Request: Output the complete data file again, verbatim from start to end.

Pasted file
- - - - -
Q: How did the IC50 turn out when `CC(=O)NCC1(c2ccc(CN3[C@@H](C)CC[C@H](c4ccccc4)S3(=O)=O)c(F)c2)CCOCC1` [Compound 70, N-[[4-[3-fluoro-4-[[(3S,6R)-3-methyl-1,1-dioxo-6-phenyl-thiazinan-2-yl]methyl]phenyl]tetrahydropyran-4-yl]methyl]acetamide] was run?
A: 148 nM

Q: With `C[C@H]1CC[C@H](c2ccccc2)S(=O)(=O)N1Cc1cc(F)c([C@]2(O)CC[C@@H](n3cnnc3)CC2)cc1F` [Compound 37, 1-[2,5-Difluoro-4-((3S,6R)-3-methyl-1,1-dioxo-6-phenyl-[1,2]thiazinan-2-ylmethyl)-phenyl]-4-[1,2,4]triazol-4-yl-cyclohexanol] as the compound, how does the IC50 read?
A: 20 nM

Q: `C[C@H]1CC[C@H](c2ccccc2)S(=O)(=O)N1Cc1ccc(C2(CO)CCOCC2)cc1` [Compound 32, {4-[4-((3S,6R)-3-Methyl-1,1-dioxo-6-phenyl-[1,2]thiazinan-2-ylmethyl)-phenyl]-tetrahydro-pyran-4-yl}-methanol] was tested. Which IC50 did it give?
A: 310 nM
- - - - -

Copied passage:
Q: How did the IC50 turn out when `CC(=O)NCC1(c2ccc(CN3[C@@H](C)CC[C@H](c4ccccc4)S3(=O)=O)c(F)c2)CCOCC1` [Compound 70, N-[[4-[3-fluoro-4-[[(3S,6R)-3-methyl-1,1-dioxo-6-phenyl-thiazinan-2-yl]methyl]phenyl]tetrahydropyran-4-yl]methyl]acetamide] was run?
A: 148 nM

Q: With `C[C@H]1CC[C@H](c2ccccc2)S(=O)(=O)N1Cc1cc(F)c([C@]2(O)CC[C@@H](n3cnnc3)CC2)cc1F` [Compound 37, 1-[2,5-Difluoro-4-((3S,6R)-3-methyl-1,1-dioxo-6-phenyl-[1,2]thiazinan-2-ylmethyl)-phenyl]-4-[1,2,4]triazol-4-yl-cyclohexanol] as the compound, how does the IC50 read?
A: 20 nM

Q: `C[C@H]1CC[C@H](c2ccccc2)S(=O)(=O)N1Cc1ccc(C2(CO)CCOCC2)cc1` [Compound 32, {4-[4-((3S,6R)-3-Methyl-1,1-dioxo-6-phenyl-[1,2]thiazinan-2-ylmethyl)-phenyl]-tetrahydro-pyran-4-yl}-methanol] was tested. Which IC50 did it give?
A: 310 nM